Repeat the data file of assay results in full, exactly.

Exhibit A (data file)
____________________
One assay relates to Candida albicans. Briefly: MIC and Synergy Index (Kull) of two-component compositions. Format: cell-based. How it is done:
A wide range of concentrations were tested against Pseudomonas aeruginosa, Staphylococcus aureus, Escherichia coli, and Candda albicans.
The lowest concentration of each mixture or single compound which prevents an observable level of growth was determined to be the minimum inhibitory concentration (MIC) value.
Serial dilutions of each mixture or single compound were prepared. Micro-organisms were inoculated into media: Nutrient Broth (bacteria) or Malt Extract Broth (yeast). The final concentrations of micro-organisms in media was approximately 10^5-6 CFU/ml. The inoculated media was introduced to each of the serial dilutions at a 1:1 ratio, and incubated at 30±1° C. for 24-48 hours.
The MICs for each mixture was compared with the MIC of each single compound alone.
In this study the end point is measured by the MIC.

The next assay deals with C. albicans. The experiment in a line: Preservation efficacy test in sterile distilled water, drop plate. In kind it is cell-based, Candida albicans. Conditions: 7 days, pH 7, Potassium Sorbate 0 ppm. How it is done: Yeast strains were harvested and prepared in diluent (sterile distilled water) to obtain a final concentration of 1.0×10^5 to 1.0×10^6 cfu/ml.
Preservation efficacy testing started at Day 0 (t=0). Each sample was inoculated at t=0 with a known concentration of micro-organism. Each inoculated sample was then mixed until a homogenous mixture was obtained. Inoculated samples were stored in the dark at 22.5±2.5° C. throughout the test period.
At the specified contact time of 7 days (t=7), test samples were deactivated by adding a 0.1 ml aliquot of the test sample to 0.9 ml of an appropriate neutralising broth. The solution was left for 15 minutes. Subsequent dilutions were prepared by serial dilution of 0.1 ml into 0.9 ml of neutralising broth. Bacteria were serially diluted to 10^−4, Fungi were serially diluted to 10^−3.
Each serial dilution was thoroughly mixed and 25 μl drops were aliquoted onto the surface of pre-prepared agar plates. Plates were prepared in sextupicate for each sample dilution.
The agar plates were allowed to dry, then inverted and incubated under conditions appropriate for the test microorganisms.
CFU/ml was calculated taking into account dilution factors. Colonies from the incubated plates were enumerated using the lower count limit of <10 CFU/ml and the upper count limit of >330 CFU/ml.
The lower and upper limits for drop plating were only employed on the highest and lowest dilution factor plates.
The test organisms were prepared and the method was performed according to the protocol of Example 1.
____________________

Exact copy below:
One assay relates to Candida albicans. Briefly: MIC and Synergy Index (Kull) of two-component compositions. Format: cell-based. How it is done:
A wide range of concentrations were tested against Pseudomonas aeruginosa, Staphylococcus aureus, Escherichia coli, and Candda albicans.
The lowest concentration of each mixture or single compound which prevents an observable level of growth was determined to be the minimum inhibitory concentration (MIC) value.
Serial dilutions of each mixture or single compound were prepared. Micro-organisms were inoculated into media: Nutrient Broth (bacteria) or Malt Extract Broth (yeast). The final concentrations of micro-organisms in media was approximately 10^5-6 CFU/ml. The inoculated media was introduced to each of the serial dilutions at a 1:1 ratio, and incubated at 30±1° C. for 24-48 hours.
The MICs for each mixture was compared with the MIC of each single compound alone.
In this study the end point is measured by the MIC.

The next assay deals with C. albicans. The experiment in a line: Preservation efficacy test in sterile distilled water, drop plate. In kind it is cell-based, Candida albicans. Conditions: 7 days, pH 7, Potassium Sorbate 0 ppm. How it is done: Yeast strains were harvested and prepared in diluent (sterile distilled water) to obtain a final concentration of 1.0×10^5 to 1.0×10^6 cfu/ml.
Preservation efficacy testing started at Day 0 (t=0). Each sample was inoculated at t=0 with a known concentration of micro-organism. Each inoculated sample was then mixed until a homogenous mixture was obtained. Inoculated samples were stored in the dark at 22.5±2.5° C. throughout the test period.
At the specified contact time of 7 days (t=7), test samples were deactivated by adding a 0.1 ml aliquot of the test sample to 0.9 ml of an appropriate neutralising broth. The solution was left for 15 minutes. Subsequent dilutions were prepared by serial dilution of 0.1 ml into 0.9 ml of neutralising broth. Bacteria were serially diluted to 10^−4, Fungi were serially diluted to 10^−3.
Each serial dilution was thoroughly mixed and 25 μl drops were aliquoted onto the surface of pre-prepared agar plates. Plates were prepared in sextupicate for each sample dilution.
The agar plates were allowed to dry, then inverted and incubated under conditions appropriate for the test microorganisms.
CFU/ml was calculated taking into account dilution factors. Colonies from the incubated plates were enumerated using the lower count limit of <10 CFU/ml and the upper count limit of >330 CFU/ml.
The lower and upper limits for drop plating were only employed on the highest and lowest dilution factor plates.
The test organisms were prepared and the method was performed according to the protocol of Example 1.